Tuesday, July 25, 2017

The Best Way to Treat Trauma

How should therapists treat trauma victims? Should they provide emotional support? Should they offer up dollops of empathy? Should they feel the pain?

Israeli professor Moshe Farchi says No to all of it. Drawing on his experience in the Israeli military Farchi has developed a technique that he calls “mental first aid.” He teaches people to provide it to trauma victims, explaining, though not in so many words, that standard therapy, the kind that wants you to feel your feelings, is counterproductive.

Longtime readers of this blog will notice that Farchi’s approach has much in common with mine.

A story from Agence France Presse (via Maggie's Farm) outlines the Farchi method:

They are employed in the immediate aftermath of a traumatic event such as an attack, serving as mental first-aid.

"One thinks that a person in distress should be contained, held," he told AFP.

But providing emotional support activates the recipient's emotional part of the brain at the expense of the area responsible for the ability to think and make decisions, he said.

Note this well. If a therapist appeals to the patient’s emotions, he will activate the emotional part of the brain. But this will diminish the patient’s ability to access the rational part of the brain, the part that allows him to think and to make decisions. It leaves him in the trauma. It does not help him to remove himself from the trauma.

The point is of vital importance.

Farchi continues that you cannot undo the trauma. He wants to mitigate the sense of helplessness trauma victims feel. He might have introduced some cognitive exercises to override the sense of helplessness, but he prefers to help the trauma victim to take effective actions. The solution to helplessness is action. The solution to the sense that you cannot do anything is to do something.

How does he help the person to take action? First, by reorienting him in the world. How do you do that? Simply, by asking questions that involve concrete and objective facts. You do not ask what the victim is feeling. You do not want him to get in touch with his feelings. You ask him where he is, what he is doing. And you ask him to describe in detail what happened… as though he were an outside observer.

The AFP story continues:

Thinking and making decisions are what the person needs to do in order to be freed of a "sense of helplessness."

"The given is that we can't stop the threat -- the rocket has hit, the event has taken place," he said. "What we can do is stop the helplessness."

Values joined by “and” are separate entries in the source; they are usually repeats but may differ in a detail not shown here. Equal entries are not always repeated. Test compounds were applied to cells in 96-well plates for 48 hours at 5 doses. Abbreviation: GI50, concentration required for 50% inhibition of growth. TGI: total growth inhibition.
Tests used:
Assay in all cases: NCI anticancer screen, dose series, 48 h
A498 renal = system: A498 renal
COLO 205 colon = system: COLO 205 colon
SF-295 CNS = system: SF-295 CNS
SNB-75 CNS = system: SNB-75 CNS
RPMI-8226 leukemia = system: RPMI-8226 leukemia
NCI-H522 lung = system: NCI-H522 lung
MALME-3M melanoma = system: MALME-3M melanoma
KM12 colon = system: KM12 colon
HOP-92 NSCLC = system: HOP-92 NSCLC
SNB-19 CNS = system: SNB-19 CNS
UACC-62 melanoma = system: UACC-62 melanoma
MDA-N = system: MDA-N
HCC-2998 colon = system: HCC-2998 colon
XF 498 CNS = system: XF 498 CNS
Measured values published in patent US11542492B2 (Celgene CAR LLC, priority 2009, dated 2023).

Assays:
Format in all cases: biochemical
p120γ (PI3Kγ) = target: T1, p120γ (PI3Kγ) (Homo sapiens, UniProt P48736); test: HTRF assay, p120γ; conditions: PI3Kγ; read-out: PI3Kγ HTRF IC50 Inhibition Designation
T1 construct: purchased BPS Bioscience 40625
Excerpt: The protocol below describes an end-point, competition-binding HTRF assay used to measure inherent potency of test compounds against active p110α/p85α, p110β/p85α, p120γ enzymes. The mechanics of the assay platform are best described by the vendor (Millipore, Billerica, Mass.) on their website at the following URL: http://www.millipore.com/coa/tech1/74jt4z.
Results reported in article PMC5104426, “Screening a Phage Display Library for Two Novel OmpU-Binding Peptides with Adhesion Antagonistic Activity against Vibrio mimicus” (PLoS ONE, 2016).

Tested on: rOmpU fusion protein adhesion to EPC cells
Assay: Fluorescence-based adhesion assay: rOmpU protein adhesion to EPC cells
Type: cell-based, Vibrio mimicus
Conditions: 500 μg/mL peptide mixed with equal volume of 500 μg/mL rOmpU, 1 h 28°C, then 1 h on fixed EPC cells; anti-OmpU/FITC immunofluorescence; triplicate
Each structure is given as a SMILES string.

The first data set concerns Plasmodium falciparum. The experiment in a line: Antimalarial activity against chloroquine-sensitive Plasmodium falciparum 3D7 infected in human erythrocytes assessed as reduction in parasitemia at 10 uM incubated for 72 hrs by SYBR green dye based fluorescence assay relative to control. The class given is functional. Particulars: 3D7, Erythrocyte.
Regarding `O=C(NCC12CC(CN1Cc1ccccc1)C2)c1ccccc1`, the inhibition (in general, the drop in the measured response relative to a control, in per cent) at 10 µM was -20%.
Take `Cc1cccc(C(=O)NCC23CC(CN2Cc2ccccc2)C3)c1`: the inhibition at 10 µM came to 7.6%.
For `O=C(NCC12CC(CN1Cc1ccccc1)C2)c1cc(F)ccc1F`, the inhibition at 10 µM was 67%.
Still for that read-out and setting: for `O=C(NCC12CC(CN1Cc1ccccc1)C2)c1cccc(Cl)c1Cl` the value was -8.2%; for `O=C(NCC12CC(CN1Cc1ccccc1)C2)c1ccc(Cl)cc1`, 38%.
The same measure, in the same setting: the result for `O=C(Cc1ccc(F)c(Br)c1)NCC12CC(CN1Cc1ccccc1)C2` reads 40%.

"The opposite of helplessness is effective action. That's why first of all we need to activate the person, to diminish the helplessness," Farchi said.

Activating the person includes asking concrete and factual questions, giving him or her the ability to make decisions -- initially easy ones, such as if they want to drink a glass of water or take a break.

This mental first aid was developed in the military, in situations where soldiers need to bounce back quickly from traumatic events, where they cannot wallow in their self-pity or their empathy.


Ares Olympus said...
This comment has been removed by a blog administrator.
Stuart Schneiderman said...

This was too long... a comment should be a few well-chosen sentences. Otherwise I will delete it.

Ares Olympus said...

Stuart: How does he help the person to take action? First, by reorienting him in the world. How do you do that? Simply, by asking questions that involve concrete and objective facts. You do not ask what the victim is feeling.

This is consistent with what my men's group. They used a device called an "awareness wheel": first observation, verifiable facts, second evaluation or interpretation, and third is feelings that are generated from the interpretations.

So by clarifying each level separately, we can take more control over our reactions. We can see that feelings are not based on facts, but interpretations, and interpretations are often preconceived, based on imagined patterns that add to previous events, and interpretations and feelings.

But a final point, psychological trauma (as well as "victim") are about interpretations and reactions, not objective facts like physical trauma. Identifying feelings isn't a bad thing, but the more important question is what inner narratives are generating the feelings. And the "Trauma" part perhaps comes where interpretations can't be questioned.

James said...

Sort of on the subject: